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City of San Diego ready to re-engage Chargers

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Elation for Rams, uncertainty for Chargers (3:34)

ESPN Rams reporter Nick Wagoner and Chargers reporter Eric D. Williams discuss what's next for both teams after the NFL approved relocation to Los Angeles for the Rams as well as the option for the Chargers to join them. (3:34)

HOUSTON -- Now that the San Diego Chargers have some time to decide if they want to be the second team in Los Angeles with the Rams, the city of San Diego is ready to rekindle talks on building a stadium in town.

But it takes two to tango, and Chargers chairman Dean Spanos is still mulling over the resolution to join Rams owner Stan Kroenke’s $1.86 billion facility in Inglewood, California.

“We might get another bite at the apple, but we’re still in a situation where we don’t control the outcome,” said Jason Roe, chief political strategist for San Diego mayor Kevin Faulconer. “Now, Stan Kroenke controls the outcome. Our hope is at some point the Chargers wake up and realize that the one place they have a real say in their future is San Diego.”

Along with concerns about the environmental review process, one of the reasons the Chargers have not pursued a $1.1 billion proposal by Faulconer on a stadium deal in San Diego is the belief that a June public vote to unlock $350 million in public funding would not pass.

But with Kroenke holding all of the leverage in Inglewood, the Chargers are forced to take a closer look at the city’s proposal, and Faulconer’s camp believes that with a unified effort, a public vote could pass this year.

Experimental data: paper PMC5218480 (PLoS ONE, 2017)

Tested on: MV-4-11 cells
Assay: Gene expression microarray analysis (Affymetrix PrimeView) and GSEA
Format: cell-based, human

“We hope they sober up about this situation and they are ready to negotiate,” Roe said. “We are ready to engage. I think that it’s really up to them.”

As far as winning a public vote, Roe says, the mayor’s office has done polling that shows a public vote for stadium funding would pass in both the June and November elections.

Roe points to the fact that a Republican candidate like Faulconer was elected in a Democratic city like San Diego and is positioned to be re-elected again, with no challengers coming forward at this point.

“We know what we’re talking about when it comes to elections,” Roe said. “And we are supremely confident that we can get this done. We just need the Chargers involved, and the NFL’s support.”

According to the relocation agreement between the two teams, the Chargers have a one-year window that ends on Jan. 15, 2017, to move to Los Angeles as the second team in the Inglewood project. However, the Chargers must decide by March 23 if they plan on playing in Los Angeles or San Diego this year.

The Chargers can extend that option to Jan. 15, 2018, if a referendum for public financing in San Diego is not approved prior to Nov. 15 of this year.

The Raiders are granted a conditional option to accept the second-team opportunity with the Rams, effective the day that the option to the Chargers expires.

The Chargers and Raiders were given an additional $100 million in financial support for a new stadium if they stay in their home markets.